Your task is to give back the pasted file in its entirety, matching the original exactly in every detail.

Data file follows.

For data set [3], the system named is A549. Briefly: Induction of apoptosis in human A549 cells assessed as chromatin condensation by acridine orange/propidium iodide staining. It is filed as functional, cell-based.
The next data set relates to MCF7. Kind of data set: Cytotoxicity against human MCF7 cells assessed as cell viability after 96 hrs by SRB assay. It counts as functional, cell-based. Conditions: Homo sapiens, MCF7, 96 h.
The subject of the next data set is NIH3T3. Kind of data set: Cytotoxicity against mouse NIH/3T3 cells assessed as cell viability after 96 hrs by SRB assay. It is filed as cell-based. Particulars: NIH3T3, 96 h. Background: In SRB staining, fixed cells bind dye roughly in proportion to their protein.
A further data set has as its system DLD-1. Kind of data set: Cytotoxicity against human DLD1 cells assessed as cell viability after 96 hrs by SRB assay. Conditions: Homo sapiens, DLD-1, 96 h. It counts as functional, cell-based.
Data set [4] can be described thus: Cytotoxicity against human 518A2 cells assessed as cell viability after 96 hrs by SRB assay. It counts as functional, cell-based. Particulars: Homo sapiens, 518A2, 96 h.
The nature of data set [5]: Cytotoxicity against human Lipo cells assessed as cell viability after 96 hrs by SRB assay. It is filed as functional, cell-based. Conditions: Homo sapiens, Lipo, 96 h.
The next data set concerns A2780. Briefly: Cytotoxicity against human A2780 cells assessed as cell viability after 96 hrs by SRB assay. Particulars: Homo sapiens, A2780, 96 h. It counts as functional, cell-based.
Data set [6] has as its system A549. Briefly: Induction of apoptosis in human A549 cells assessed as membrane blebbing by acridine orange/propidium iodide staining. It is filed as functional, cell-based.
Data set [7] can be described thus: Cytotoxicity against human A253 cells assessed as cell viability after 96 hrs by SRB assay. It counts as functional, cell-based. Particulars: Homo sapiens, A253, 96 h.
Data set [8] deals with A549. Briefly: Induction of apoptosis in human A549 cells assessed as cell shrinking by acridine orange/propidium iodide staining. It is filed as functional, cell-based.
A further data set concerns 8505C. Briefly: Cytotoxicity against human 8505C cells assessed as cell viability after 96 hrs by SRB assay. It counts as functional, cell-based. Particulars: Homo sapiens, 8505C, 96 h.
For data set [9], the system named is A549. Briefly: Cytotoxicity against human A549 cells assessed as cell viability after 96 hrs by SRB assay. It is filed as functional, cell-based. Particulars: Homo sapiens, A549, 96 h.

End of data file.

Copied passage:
For data set [3], the system named is A549. Briefly: Induction of apoptosis in human A549 cells assessed as chromatin condensation by acridine orange/propidium iodide staining. It is filed as functional, cell-based.
The next data set relates to MCF7. Kind of data set: Cytotoxicity against human MCF7 cells assessed as cell viability after 96 hrs by SRB assay. It counts as functional, cell-based. Conditions: Homo sapiens, MCF7, 96 h.
The subject of the next data set is NIH3T3. Kind of data set: Cytotoxicity against mouse NIH/3T3 cells assessed as cell viability after 96 hrs by SRB assay. It is filed as cell-based. Particulars: NIH3T3, 96 h. Background: In SRB staining, fixed cells bind dye roughly in proportion to their protein.
A further data set has as its system DLD-1. Kind of data set: Cytotoxicity against human DLD1 cells assessed as cell viability after 96 hrs by SRB assay. Conditions: Homo sapiens, DLD-1, 96 h. It counts as functional, cell-based.
Data set [4] can be described thus: Cytotoxicity against human 518A2 cells assessed as cell viability after 96 hrs by SRB assay. It counts as functional, cell-based. Particulars: Homo sapiens, 518A2, 96 h.
The nature of data set [5]: Cytotoxicity against human Lipo cells assessed as cell viability after 96 hrs by SRB assay. It is filed as functional, cell-based. Conditions: Homo sapiens, Lipo, 96 h.
The next data set concerns A2780. Briefly: Cytotoxicity against human A2780 cells assessed as cell viability after 96 hrs by SRB assay. Particulars: Homo sapiens, A2780, 96 h. It counts as functional, cell-based.
Data set [6] has as its system A549. Briefly: Induction of apoptosis in human A549 cells assessed as membrane blebbing by acridine orange/propidium iodide staining. It is filed as functional, cell-based.
Data set [7] can be described thus: Cytotoxicity against human A253 cells assessed as cell viability after 96 hrs by SRB assay. It counts as functional, cell-based. Particulars: Homo sapiens, A253, 96 h.
Data set [8] deals with A549. Briefly: Induction of apoptosis in human A549 cells assessed as cell shrinking by acridine orange/propidium iodide staining. It is filed as functional, cell-based.
A further data set concerns 8505C. Briefly: Cytotoxicity against human 8505C cells assessed as cell viability after 96 hrs by SRB assay. It counts as functional, cell-based. Particulars: Homo sapiens, 8505C, 96 h.
For data set [9], the system named is A549. Briefly: Cytotoxicity against human A549 cells assessed as cell viability after 96 hrs by SRB assay. It is filed as functional, cell-based. Particulars: Homo sapiens, A549, 96 h.